Just curious as in the past I've heard the argument "that's now how we did it back at my unit" or "they told me on such-and-such a course that this is the way it is done."

I've seen many different "traditions" at the messes I've been a member of across the country, and in all three elements.

The best messes I have had the privilege to be a member of were by far the Chief's and PO's messes on ship. It was a small group of people who knew each other, lived together, worked together, and generally got along. The worst messes have been the WO's and Sgt's messes on wings. There is no cohesion, and as a younger Sgt I was made feel very unwelcome in my own mess by the older members.

Most of the "buy me a drink", or "buy us a round" traditions I've seen have been the more senior people pressuring the new guys to buy them drinks. The standard for what requires a buying a round varies but forgetting to remove your hat is pretty much standard everywhere I've been. 

I think they had the right idea in ERC's day, pressuring people to buy drinks that maybe they can't or don't want to buy drives people away from the mess. 

Offline CTD

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Re: Mess etiquette: buying rounds
« Reply #8 on: February 07, 2019, 12:16:08 »
Upon promotion.
If a Sgt or above came to the mess on personal business. They either rung the bell or they were carried and rung it with what ever body part we reached it with.
If your picture got in the newspaper or TV.
Of you wore your hat past the entrance. (Except in one mess we were allowed to wear civilian ball caps).
If my gun Detachment worked hard.
If my Troop worked hard.
If I was drunk and walked into the bell.

We had two bells. One was for 10 drinks only. The first ten to the bar. The other bell was for everyone.

You have to be fair about rounds. You also need to ensure that it is in good fun and conduct.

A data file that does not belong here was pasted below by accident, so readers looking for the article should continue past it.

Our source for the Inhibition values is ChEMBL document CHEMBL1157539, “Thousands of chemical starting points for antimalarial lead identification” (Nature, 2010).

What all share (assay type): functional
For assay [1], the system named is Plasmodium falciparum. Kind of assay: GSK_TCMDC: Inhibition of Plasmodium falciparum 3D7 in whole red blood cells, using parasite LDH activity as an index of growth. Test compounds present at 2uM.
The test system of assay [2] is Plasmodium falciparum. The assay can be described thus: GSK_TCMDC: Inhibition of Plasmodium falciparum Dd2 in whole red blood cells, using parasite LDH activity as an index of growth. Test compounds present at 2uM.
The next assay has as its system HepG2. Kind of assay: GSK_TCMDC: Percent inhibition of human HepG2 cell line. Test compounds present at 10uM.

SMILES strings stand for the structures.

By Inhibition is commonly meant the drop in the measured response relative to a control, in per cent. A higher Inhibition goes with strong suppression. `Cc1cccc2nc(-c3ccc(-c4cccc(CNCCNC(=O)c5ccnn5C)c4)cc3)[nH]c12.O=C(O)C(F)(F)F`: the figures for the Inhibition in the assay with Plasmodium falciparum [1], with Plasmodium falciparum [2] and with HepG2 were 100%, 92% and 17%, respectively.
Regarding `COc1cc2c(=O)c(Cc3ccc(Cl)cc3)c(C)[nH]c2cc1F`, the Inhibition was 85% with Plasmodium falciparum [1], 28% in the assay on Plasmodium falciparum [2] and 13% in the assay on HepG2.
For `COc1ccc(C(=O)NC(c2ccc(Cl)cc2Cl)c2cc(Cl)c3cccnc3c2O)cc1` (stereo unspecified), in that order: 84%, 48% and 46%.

Offline Pusser

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Re: Mess etiquette: buying rounds
« Reply #9 on: February 07, 2019, 13:35:30 »
The bottom line is that no one can be ordered to buy drinks for anyone else, regardless of customs or mess "rules."  In fact, even pressuring someone to buy a round, could turn into harassment if you're not careful.  Social custom is fine, but don't get too wrapped up in it.  You have no idea why someone is not buying a round and frankly, it's likely none of your business.  Buying a round should be a celebration, not a punishment.

Years ago, a bunch of us were in the mess playing giant Jenga (i.e. using jenga blocks made of 2x4s) and in our drunken fog we all agreed that anyone who toppled the tower would have to buy a round.  Some of us started doing quick calculations of those present and were horrified that we might actually have to pay up.  We all breathed a sigh of relief when the colonel was the first to topple the tower.  Luckily, he was smart enough to change the rules and bought a single bottle of champagne instead of high-priced drinks for all.  We all thought that was a much better way to deal with it.

As an aside, when ordering drinks when another is buying, it is in the worst possible taste to order something outrageously expensive.  You should restrict your choice to what you would normally order for yourself when you are paying the bill.
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Offline CanadianTire

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Re: Mess etiquette: buying rounds
« Reply #10 on: February 07, 2019, 15:56:46 »
As an aside, when ordering drinks when another is buying, it is in the worst possible taste to order something outrageously expensive.  You should restrict your choice to what you would normally order for yourself when you are paying the bill.